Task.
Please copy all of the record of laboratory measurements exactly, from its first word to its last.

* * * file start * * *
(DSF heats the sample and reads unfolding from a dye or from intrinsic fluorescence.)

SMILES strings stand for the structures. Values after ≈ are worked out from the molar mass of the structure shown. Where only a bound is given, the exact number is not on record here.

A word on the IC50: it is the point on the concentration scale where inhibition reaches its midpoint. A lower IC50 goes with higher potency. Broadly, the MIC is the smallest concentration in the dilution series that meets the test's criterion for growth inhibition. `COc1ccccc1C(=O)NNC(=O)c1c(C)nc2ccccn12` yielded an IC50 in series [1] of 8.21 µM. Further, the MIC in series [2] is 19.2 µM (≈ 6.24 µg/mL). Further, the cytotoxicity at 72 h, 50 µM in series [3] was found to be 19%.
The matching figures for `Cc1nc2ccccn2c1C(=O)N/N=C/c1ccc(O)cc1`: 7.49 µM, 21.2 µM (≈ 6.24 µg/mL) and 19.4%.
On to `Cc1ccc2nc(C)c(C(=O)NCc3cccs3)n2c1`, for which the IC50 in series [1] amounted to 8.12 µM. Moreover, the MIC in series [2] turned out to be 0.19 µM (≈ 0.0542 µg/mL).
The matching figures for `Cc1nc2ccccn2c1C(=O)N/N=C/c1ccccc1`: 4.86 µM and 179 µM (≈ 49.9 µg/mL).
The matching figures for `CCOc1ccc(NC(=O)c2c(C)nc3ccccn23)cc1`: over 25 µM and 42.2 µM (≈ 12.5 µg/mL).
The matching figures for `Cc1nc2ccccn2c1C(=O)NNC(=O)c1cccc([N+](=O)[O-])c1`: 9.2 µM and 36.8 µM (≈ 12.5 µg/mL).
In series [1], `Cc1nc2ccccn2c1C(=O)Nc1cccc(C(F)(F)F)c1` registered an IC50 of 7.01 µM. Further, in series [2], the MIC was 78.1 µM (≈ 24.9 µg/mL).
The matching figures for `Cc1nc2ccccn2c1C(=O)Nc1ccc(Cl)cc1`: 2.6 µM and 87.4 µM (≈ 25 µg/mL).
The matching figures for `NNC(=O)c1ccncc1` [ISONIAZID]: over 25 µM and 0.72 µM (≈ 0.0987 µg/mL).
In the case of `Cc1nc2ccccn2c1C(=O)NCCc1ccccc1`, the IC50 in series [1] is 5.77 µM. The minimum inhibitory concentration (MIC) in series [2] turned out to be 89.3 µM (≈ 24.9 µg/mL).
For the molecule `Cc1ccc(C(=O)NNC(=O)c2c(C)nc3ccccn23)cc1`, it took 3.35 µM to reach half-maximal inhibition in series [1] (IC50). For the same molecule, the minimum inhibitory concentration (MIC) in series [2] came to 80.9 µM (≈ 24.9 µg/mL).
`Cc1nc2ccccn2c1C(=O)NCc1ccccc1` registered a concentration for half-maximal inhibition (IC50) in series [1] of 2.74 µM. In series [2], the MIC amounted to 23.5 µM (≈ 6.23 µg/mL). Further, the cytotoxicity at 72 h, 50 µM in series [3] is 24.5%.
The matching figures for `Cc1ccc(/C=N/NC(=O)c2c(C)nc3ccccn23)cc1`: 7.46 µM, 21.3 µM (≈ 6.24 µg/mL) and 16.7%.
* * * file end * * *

(DSF heats the sample and reads unfolding from a dye or from intrinsic fluorescence.)

SMILES strings stand for the structures. Values after ≈ are worked out from the molar mass of the structure shown. Where only a bound is given, the exact number is not on record here.

A word on the IC50: it is the point on the concentration scale where inhibition reaches its midpoint. A lower IC50 goes with higher potency. Broadly, the MIC is the smallest concentration in the dilution series that meets the test's criterion for growth inhibition. `COc1ccccc1C(=O)NNC(=O)c1c(C)nc2ccccn12` yielded an IC50 in series [1] of 8.21 µM. Further, the MIC in series [2] is 19.2 µM (≈ 6.24 µg/mL). Further, the cytotoxicity at 72 h, 50 µM in series [3] was found to be 19%.
The matching figures for `Cc1nc2ccccn2c1C(=O)N/N=C/c1ccc(O)cc1`: 7.49 µM, 21.2 µM (≈ 6.24 µg/mL) and 19.4%.
On to `Cc1ccc2nc(C)c(C(=O)NCc3cccs3)n2c1`, for which the IC50 in series [1] amounted to 8.12 µM. Moreover, the MIC in series [2] turned out to be 0.19 µM (≈ 0.0542 µg/mL).
The matching figures for `Cc1nc2ccccn2c1C(=O)N/N=C/c1ccccc1`: 4.86 µM and 179 µM (≈ 49.9 µg/mL).
The matching figures for `CCOc1ccc(NC(=O)c2c(C)nc3ccccn23)cc1`: over 25 µM and 42.2 µM (≈ 12.5 µg/mL).
The matching figures for `Cc1nc2ccccn2c1C(=O)NNC(=O)c1cccc([N+](=O)[O-])c1`: 9.2 µM and 36.8 µM (≈ 12.5 µg/mL).
In series [1], `Cc1nc2ccccn2c1C(=O)Nc1cccc(C(F)(F)F)c1` registered an IC50 of 7.01 µM. Further, in series [2], the MIC was 78.1 µM (≈ 24.9 µg/mL).
The matching figures for `Cc1nc2ccccn2c1C(=O)Nc1ccc(Cl)cc1`: 2.6 µM and 87.4 µM (≈ 25 µg/mL).
The matching figures for `NNC(=O)c1ccncc1` [ISONIAZID]: over 25 µM and 0.72 µM (≈ 0.0987 µg/mL).
In the case of `Cc1nc2ccccn2c1C(=O)NCCc1ccccc1`, the IC50 in series [1] is 5.77 µM. The minimum inhibitory concentration (MIC) in series [2] turned out to be 89.3 µM (≈ 24.9 µg/mL).
For the molecule `Cc1ccc(C(=O)NNC(=O)c2c(C)nc3ccccn23)cc1`, it took 3.35 µM to reach half-maximal inhibition in series [1] (IC50). For the same molecule, the minimum inhibitory concentration (MIC) in series [2] came to 80.9 µM (≈ 24.9 µg/mL).
`Cc1nc2ccccn2c1C(=O)NCc1ccccc1` registered a concentration for half-maximal inhibition (IC50) in series [1] of 2.74 µM. In series [2], the MIC amounted to 23.5 µM (≈ 6.23 µg/mL). Further, the cytotoxicity at 72 h, 50 µM in series [3] is 24.5%.
The matching figures for `Cc1ccc(/C=N/NC(=O)c2c(C)nc3ccccn23)cc1`: 7.46 µM, 21.3 µM (≈ 6.24 µg/mL) and 16.7%.